Damage to brand. Suing those who you wish to be your customers is probably a very bad idea. Not only does it alienate those being sued, but it looks very bad in the eyes of other customers. Ultimately, it might cost Microsoft more in lost profits than what it was able to recover through lawsuits. Apple, IBM and Sun on the other hand, may be very happy with this outcome indeed!
Prior art. As mentioned above, the use of an invention prior to the grant of patent exempts the defendant. Much of Linux is based on other Unix variants and I’m certain the code looks very similar. DOS appeared on the scene in 1980-1981 and Windows became available for the first time around 1985. The first Unix was written in 1969. Don’t forget that Microsoft did release an x86 Unix variant called Xenix in the 1970s and 1980s, but eventually sold the rights to this OS to the ne’er-do-well SCO Group.
Of course, contributors and distributors are much easier targets on all of these points, but if it were just that easy, I’d think we’d have seen some major court action by now.
Since the announcement that Best Buy started carrying the ASUS Eee PC 900A in their stores at a new US$299 price point (down to US$280 just yesterday), I’ve been keeping my eye on the market’s reaction. Whilst researching, I ran across several interesting posts that tie into the “Linux will void my warranty” FUD pattern. Apparently, there have been two concerns over the warranty for this line of netbooks.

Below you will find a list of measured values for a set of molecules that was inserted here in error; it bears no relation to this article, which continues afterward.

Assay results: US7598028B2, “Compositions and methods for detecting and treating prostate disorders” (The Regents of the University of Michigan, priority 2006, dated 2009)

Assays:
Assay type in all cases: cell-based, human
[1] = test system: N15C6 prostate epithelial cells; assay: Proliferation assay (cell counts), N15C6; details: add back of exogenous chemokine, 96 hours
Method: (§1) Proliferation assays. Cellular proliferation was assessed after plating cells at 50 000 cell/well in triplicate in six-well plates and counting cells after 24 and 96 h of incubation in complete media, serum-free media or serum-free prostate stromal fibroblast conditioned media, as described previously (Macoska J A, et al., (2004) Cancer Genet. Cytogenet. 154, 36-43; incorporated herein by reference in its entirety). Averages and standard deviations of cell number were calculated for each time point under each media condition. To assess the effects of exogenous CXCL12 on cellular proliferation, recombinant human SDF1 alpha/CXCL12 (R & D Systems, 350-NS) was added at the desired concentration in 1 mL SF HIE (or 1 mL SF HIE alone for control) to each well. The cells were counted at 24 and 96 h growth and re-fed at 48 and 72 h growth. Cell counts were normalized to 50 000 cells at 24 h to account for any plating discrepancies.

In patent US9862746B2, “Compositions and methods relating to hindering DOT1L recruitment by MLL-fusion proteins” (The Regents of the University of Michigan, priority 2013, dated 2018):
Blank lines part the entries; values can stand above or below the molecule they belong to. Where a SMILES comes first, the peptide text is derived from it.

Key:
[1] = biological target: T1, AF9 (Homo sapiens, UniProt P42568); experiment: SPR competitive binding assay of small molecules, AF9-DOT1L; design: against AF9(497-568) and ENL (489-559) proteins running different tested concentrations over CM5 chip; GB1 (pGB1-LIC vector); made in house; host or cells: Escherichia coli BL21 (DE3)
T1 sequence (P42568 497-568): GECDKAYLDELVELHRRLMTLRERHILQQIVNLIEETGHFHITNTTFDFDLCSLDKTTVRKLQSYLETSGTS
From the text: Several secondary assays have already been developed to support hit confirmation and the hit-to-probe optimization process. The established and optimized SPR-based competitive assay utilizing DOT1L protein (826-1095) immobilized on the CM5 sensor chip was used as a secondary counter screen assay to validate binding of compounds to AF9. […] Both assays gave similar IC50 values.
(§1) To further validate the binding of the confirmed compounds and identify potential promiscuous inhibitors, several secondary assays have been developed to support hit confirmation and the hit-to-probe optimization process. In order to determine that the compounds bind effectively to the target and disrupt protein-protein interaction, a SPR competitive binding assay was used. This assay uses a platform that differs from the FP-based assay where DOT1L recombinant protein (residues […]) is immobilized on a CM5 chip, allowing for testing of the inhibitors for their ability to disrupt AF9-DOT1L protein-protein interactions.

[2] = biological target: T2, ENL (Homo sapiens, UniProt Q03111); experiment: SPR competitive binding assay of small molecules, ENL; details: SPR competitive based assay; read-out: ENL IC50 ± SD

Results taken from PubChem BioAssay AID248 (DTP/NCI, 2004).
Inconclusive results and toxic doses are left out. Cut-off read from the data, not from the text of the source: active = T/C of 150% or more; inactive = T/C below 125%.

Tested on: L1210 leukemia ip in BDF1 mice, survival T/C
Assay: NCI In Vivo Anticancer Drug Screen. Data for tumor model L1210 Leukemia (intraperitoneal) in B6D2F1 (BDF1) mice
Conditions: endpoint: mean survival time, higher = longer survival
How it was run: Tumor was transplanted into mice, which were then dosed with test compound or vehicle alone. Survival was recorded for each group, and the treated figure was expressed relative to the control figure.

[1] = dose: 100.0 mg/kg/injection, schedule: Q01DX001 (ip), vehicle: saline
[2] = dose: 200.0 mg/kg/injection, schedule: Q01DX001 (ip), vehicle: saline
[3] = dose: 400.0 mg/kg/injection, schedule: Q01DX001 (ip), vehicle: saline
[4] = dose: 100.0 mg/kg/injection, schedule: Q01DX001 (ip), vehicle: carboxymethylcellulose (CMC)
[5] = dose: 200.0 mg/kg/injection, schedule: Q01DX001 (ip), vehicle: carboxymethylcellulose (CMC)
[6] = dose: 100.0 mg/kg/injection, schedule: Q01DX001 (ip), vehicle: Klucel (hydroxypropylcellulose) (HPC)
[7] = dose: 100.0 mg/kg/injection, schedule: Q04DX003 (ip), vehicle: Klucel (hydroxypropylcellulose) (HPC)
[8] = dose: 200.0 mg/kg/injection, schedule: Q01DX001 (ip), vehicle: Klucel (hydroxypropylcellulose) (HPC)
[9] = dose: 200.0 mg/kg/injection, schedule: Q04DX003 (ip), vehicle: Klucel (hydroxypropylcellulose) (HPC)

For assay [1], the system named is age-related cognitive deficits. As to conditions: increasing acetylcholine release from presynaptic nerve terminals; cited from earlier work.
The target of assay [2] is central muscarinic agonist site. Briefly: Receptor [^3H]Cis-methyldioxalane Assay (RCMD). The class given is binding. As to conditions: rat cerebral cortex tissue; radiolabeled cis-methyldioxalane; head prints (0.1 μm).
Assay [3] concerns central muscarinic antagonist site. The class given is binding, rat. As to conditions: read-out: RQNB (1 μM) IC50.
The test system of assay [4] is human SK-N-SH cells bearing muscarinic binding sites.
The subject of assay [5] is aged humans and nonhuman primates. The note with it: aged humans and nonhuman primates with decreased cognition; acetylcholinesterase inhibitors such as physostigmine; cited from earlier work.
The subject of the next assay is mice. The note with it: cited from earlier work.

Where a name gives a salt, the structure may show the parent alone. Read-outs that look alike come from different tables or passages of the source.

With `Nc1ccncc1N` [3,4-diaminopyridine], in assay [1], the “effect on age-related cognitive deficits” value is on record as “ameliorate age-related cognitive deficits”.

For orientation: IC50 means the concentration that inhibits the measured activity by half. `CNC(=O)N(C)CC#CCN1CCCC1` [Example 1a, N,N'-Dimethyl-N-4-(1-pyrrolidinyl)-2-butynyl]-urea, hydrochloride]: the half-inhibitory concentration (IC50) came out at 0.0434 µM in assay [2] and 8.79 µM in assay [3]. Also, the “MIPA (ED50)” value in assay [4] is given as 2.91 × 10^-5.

The first has to do with a sticker that appeared on the bottom of some units indicating that opening the unit will void the warranty. This is unthinkable – even a simple RAM upgrade, which many folks do immediately upon purchasing an Eee PC, requires opening the access panel on the bottom. Indeed, ASUS agrees and has publically clarified that this is not the case.
The second concern, and one that I find more interesting with respect to the FUD pattern, is that ASUS will only support the default Xandros flavor of Linux. Reportedly, “Asus is not responsible for software misconfiguration, such as troubleshooting an alternative operating system.” It does not state that running another Linux flavor or MS Windows will void the warranty (in fact, the posting makes that explicitly clear), but it does show that ASUS is limited in the service they can provide if the OS is replaced. This is not much different than what HP’s warranty conditions state.